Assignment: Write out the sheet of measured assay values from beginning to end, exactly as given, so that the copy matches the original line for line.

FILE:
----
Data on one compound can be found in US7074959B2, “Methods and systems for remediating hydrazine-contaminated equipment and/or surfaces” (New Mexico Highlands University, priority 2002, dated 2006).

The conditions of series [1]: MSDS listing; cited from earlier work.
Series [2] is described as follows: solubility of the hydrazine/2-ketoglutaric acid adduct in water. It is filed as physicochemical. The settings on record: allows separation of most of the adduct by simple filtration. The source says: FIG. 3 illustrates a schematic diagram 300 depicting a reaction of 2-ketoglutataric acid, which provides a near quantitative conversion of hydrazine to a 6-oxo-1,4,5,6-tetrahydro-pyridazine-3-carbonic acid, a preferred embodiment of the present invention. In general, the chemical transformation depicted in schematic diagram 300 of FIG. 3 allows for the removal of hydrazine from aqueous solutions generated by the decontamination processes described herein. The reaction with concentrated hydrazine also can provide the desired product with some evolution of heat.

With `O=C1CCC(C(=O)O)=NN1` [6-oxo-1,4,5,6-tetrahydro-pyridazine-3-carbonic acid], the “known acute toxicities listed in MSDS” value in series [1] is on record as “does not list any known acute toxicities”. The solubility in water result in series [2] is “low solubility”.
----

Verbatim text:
Data on one compound can be found in US7074959B2, “Methods and systems for remediating hydrazine-contaminated equipment and/or surfaces” (New Mexico Highlands University, priority 2002, dated 2006).

The conditions of series [1]: MSDS listing; cited from earlier work.
Series [2] is described as follows: solubility of the hydrazine/2-ketoglutaric acid adduct in water. It is filed as physicochemical. The settings on record: allows separation of most of the adduct by simple filtration. The source says: FIG. 3 illustrates a schematic diagram 300 depicting a reaction of 2-ketoglutataric acid, which provides a near quantitative conversion of hydrazine to a 6-oxo-1,4,5,6-tetrahydro-pyridazine-3-carbonic acid, a preferred embodiment of the present invention. In general, the chemical transformation depicted in schematic diagram 300 of FIG. 3 allows for the removal of hydrazine from aqueous solutions generated by the decontamination processes described herein. The reaction with concentrated hydrazine also can provide the desired product with some evolution of heat.

With `O=C1CCC(C(=O)O)=NN1` [6-oxo-1,4,5,6-tetrahydro-pyridazine-3-carbonic acid], the “known acute toxicities listed in MSDS” value in series [1] is on record as “does not list any known acute toxicities”. The solubility in water result in series [2] is “low solubility”.